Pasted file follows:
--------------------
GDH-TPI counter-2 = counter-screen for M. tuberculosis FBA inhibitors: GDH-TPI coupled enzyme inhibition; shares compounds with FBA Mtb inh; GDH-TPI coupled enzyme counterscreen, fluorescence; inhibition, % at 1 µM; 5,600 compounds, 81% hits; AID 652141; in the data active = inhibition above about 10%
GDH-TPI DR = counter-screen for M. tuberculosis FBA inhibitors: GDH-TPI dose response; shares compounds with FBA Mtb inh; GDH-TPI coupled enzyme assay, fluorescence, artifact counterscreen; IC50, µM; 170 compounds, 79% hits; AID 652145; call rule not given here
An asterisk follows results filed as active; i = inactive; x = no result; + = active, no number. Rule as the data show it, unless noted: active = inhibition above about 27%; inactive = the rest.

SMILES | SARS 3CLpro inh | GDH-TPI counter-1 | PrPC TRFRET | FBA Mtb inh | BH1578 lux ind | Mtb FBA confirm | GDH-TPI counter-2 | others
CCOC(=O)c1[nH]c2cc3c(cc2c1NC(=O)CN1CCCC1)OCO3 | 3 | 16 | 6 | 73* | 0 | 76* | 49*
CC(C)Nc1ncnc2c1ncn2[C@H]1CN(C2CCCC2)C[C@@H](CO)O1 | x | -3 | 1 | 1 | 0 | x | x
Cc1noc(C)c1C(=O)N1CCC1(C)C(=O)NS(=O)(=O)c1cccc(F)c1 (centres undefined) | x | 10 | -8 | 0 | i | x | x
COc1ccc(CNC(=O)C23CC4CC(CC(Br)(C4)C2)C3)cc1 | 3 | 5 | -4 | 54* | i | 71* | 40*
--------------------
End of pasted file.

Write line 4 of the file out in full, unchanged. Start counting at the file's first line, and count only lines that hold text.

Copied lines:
SMILES | SARS 3CLpro inh | GDH-TPI counter-1 | PrPC TRFRET | FBA Mtb inh | BH1578 lux ind | Mtb FBA confirm | GDH-TPI counter-2 | others